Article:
Lords and ladies,
We bid you welcome to our weekly blog, Downton Abbey Devotees. We would be remiss if we did not caution that Downton Abbey secrets, even gossip, will be revealed in the writing below. We are concerned that the revelations may trigger a splenic attack for those unfortunates who haven’t seen the new episodes. Perhaps they should depart forthwith?
Carson thinks it will lead to a guillotine in Piccadilly. The earl is utterly bewildered. But Tom Branson, ever the forward-looking ordinary man, knows the future, and it lies in doing the unimaginable: opening the doors of Downton Abbey to the paying public. Why they want to see such an “ordinary” home baffles the dowager countess. “There is a curiosity about these places,” Branson says.
This time, it’s only for one day, with the proceeds going to charity. It’s also the start of a new way to make estates pay. Lands don’t produce enough to pay the maintenance bills, so families monetize the house itself by letting regular folk traipse through drawing room and libraries, gawk at the fine artwork and eat at a restaurant converted from a stable.
What was once a genteel affection—even Jane Austen had Elizabeth Bennet tipping the butler to see inside Pemberley—would soon become a necessity. If they can pull it off. At least the clueless Crawleys get some helpful advice from Lady Edith’s beau, Bertie Pelham, who recommends placing a servant in each room (to stop books walking out in pant legs), and roping off areas the family doesn’t want visitors to see. It will be the Crawley women who will usher around the visitors–women woefully unprepared for the hordes that descend on the house. Their bumbling efforts—I’ve never seen that before”—are downright hilarious. “We are like circus animals, so different from the rest,” says Lady Edith.
It’s one more event that allows Tom Branson to shine. In the hot-house atmosphere of Downton, his level-headedness is a refreshing antidote to the antics of the Crawleys, especially Lady Mary, whom he’s constantly imparting with home truths. Including her fast-developing relationship with Henry Talbot, with whom Tom forms an instant rapport. The idea of falling for a racing car driver fills her with trepidation. It’s Tom who reminds her that love means opening oneself to pain.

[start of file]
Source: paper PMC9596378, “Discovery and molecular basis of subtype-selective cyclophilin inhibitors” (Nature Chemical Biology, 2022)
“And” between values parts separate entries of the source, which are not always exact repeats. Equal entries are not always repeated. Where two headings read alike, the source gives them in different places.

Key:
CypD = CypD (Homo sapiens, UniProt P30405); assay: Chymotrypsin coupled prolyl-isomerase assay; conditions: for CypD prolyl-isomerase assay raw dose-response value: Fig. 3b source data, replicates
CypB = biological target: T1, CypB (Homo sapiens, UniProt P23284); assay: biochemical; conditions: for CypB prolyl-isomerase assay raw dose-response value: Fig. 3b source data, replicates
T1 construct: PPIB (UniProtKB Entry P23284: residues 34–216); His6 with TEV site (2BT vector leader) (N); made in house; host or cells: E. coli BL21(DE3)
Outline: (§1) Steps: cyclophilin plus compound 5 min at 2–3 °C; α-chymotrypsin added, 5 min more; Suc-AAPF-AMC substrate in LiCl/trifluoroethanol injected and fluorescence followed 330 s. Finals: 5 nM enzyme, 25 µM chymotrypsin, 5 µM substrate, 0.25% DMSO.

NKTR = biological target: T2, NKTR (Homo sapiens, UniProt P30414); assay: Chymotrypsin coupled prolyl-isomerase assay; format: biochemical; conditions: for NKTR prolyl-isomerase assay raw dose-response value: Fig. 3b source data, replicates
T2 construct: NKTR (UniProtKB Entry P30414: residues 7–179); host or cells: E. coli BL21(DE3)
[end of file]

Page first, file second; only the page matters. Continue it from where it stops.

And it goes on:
In the whole “love never runs smoothly” category, it’s part two of the Carson-Mrs. Hughes newlywed travails. In this episode, Carson takes obliviousness to a whole new level—”I want to start bringing things up to standard” at their cottage, which naturally involves suggesting his wife gets lessons in coffee making, and denigrating her housekeeping skills (should they have a footman do the polishing and a maid make those sharp corners Carson likes on the bed.) Then there’s another disastrous meal: no lemon or horseradish for the salmon, and no crispy skin on the duck.
Any more of this and Carson will end up like a victim in the board game Clue, killed in the library with a candlestick. (Mrs. Hughes would never chose something so obvious as a knife.)
On a happier note, the long-running, irritating “whither the hospital” plot line has finally ended. The local hospital is merging with that one in York. The dowager is being pushed out as president, and its the countess who will take her place. “Who is going to tell her?” Cora asks nervously. The explosion comes in the middle of Open House day, while the locals gawp and the servants’ jaws drop.
On an even happier note, the Lady Edith-Bertie romance is picking up steam, so much so that when he visits the house, they stop in the night nursery to see a sleeping Marigold. The only black cloud is Lady Mary, circling Marigold, determined to ferret out her secret.
Ironically, it’s a secret that reinforces Thomas Barrow’s bad reputation. Secretly teaching Andy to read and write, he leaves himself open to attack from Carson, concerned Barrow is taking advantage of a “vulnerable young man.”
“If I gave you my word that nothing improper had taken place? My word isn’t good enough, after so many years?”
“I wish it were,” Carson retorts dismissively.
The episode ends with Barrow, sitting in the kitchen in the dark, crying. He was so dismissive of Downton’s staff for so long that now he realizes he likes working there, it’s too late. Now he’s reaping what he sowed.